As I prepare to embark on the first of three confirmed road trips for the 2009 Digital Vagabonding Roads Scholar program, I’ve been thinking about what it means to be a vagabond. What is a vagabond? What is a nomad? Is vagabonding a lifestyle or mindset? Can something as broad and misunderstood throughout history really be defined anyway?
According to my Random House Webster’s Dictionary, a vagabond is “usually a homeless person who wanders from place to place; a tramp; vagrant.”
Not satisfied with what the dictionary fed me, I turned to a master on the subject. Ed Buryn wrote Vagabonding in the USA: A Guide for Independent Travelers and Foreign Visitors several years ago, but the desire to learn and discover through travel is as alive and real today as when Ed wrote his book. We may have advanced technology that makes it easier to stay in touch, more stoplights to slow us down and increasing urban sprawl (which makes those areas of wilderness so much more enjoyable), but I believe Ed’s definition of who vagabonds and nomads were and what vagabonding was still captures the essence of who and what they are today.
Here are some words from the master that I found particularly interesting as I mulled over my decision to wander, stroll, explore and journey to places I’ve never been:
“We’re deenergized and confused, afraid of the world, unsure of ourselves. Why? Because our sense of control is a complete illusion, however complex and pervasive. It doesn’t square with the world as it is, just some obsolete and chickenshit version we made up so we could ‘control’ it. Vagabonding is an effective technique for trashing this illusion, one that works because it makes you feel good. You can again make your life fun instead of fucked, and you do this by paying attention to change and chance, which manifest everywhere, in all persons and places. The vagabond accepts changes and welcomes chance, for they are the sure signs of energy flow, and the center of life.”
I am currently struggling with the confines of a full-time job and the desire to make the most out of every moment in my life. I work in a position that requires no actual human contact, yet in my attempt to become location independent, I’ve been told that “in our global world” it is more important than ever that I be “physically present in the office.” Perhaps this is the “control” about which Ed warns us.
“Vagabonding is not just moving over the Earth from one place to another in some kind of conveyance. It’s not about where you’re going, or how you’re getting there, or even about getting away from it all. … The special thing that all vagabonds have in common is simply an idea: ‘I am alive. I am here to dance. Strike up the band!‘”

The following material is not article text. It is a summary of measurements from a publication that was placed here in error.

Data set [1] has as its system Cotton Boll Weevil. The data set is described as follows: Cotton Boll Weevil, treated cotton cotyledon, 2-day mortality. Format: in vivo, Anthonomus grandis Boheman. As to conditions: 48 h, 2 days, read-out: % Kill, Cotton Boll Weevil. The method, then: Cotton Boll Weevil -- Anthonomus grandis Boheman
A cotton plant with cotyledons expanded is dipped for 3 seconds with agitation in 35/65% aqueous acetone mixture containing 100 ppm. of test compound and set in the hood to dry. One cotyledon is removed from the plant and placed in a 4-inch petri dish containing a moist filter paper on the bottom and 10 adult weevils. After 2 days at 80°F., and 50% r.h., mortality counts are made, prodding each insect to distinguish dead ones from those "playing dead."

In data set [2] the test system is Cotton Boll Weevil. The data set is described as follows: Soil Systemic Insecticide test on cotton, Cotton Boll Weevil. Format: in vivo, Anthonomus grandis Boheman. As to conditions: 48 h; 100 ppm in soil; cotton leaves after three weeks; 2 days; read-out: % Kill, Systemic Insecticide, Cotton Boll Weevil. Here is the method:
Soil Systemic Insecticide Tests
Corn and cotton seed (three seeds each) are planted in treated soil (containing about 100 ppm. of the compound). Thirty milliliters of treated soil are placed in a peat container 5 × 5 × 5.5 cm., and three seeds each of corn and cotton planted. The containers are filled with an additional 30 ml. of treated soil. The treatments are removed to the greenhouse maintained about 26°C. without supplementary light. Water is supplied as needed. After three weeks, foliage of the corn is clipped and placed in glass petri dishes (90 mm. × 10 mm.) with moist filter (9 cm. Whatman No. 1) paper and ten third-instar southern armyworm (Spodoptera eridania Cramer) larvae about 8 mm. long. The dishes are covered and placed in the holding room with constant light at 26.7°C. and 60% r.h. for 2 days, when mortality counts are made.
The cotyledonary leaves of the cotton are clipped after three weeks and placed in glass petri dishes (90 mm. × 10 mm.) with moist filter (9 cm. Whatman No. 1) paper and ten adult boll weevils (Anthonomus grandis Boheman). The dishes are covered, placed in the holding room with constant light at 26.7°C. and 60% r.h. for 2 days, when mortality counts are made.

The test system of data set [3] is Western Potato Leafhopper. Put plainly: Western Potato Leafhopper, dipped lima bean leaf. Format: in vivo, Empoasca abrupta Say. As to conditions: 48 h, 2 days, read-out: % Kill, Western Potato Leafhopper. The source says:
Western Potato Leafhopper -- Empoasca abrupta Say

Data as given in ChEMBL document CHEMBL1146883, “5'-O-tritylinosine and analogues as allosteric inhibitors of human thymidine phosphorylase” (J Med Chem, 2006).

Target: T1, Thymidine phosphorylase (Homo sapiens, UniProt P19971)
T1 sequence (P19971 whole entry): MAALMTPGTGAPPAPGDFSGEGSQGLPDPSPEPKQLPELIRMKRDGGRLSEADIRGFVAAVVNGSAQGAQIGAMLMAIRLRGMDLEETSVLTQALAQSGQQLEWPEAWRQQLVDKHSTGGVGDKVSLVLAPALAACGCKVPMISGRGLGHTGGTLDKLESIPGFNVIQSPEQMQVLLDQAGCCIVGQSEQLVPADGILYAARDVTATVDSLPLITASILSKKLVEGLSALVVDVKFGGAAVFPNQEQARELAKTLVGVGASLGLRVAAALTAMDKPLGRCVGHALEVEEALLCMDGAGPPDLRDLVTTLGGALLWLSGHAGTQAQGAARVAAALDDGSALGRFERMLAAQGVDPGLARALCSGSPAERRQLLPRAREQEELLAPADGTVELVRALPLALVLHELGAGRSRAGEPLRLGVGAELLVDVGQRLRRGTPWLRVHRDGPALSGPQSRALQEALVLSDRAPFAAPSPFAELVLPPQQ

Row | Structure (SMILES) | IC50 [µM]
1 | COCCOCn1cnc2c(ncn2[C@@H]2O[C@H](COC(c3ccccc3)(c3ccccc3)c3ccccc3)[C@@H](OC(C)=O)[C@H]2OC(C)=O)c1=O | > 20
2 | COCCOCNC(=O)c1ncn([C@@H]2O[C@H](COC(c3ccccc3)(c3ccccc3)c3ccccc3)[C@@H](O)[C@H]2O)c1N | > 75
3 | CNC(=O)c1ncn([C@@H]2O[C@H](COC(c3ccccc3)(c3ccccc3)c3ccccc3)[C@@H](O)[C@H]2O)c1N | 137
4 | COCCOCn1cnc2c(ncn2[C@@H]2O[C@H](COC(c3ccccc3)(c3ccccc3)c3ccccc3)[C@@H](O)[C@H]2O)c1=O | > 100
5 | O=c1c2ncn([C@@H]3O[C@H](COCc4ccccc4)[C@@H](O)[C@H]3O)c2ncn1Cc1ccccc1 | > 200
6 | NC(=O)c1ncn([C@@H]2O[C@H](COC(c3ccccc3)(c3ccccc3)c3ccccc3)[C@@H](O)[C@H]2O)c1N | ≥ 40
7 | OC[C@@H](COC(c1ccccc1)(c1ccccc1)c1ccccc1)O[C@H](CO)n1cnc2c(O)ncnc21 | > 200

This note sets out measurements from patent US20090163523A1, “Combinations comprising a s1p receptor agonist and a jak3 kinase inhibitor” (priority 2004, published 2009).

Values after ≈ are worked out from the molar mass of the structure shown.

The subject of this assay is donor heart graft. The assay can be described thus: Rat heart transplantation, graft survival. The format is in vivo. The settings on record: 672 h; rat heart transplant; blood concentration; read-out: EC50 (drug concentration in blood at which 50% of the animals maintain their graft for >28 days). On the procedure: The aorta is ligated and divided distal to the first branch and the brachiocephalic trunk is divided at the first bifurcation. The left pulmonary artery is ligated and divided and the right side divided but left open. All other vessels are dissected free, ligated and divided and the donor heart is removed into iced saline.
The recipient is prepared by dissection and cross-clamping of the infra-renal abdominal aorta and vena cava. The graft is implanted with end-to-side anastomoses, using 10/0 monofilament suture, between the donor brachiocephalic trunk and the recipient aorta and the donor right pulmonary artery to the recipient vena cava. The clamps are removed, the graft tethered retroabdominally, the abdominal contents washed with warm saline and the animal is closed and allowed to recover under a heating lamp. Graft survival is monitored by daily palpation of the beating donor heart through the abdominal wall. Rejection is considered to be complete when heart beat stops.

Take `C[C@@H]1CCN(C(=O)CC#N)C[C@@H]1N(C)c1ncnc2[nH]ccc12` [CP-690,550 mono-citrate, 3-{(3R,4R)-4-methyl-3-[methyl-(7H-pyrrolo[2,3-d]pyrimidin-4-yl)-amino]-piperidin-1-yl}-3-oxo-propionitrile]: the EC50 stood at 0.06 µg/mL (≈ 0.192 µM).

I agree with Ed. If we aren’t open to the urge to play and dance and live and be now, then when? Why do we confine our urge to be adventurous?
“Ordinary travelers through life try to control everything, in order to protect their delusions from the nasty shocks of reality. What they get is uptight and paranoid; the music is stilled. By preplanning every aspect of their trip, whether vacation trip or life trip, they think they can circumvent the unimaginable flow of natural process. … What they manipulate are puny imitations of reality, scraped bare of energy. Vagabonds know better, and book the details of their trip with an agent called Chance.”
In life, I admit to being a planner, but I’ve made an effort to let a lot more things just happen … and it’s made me happier, more open and pleasantly surprised at how well things work out. I’ve also come to discover that when I travel, it’s the unexpected moments—the ones I didn’t plan—that often turn a moment into a memory. I don’t imagine a vagabond would stick her tongue out at conventional plans, but she would shrug, smile and accept her unexpected moments, knowing she has a lifetime of memories that could never be planned.
Defining vagabonding leaves it as confined and flat as the words on the page of my dictionary. It can’t be defined. It shouldn’t be defined. Vagabonding is an outlook on life, a lifestyle and sense of self-discovery. Vagabonding just is … and that’s okay with me.
Disclaimer: Ed Buryn’s book was given to me as part of the Digital Vagabonding Roads Scholarship. There are affiliate links in this post.
If you liked this post, you might also enjoy:
- The Digital Vagabond and the 2009 Roads Scholars
- 6 Questions with a U.S.-Based Nomad
- Reading: Imagine: A Vagabond Story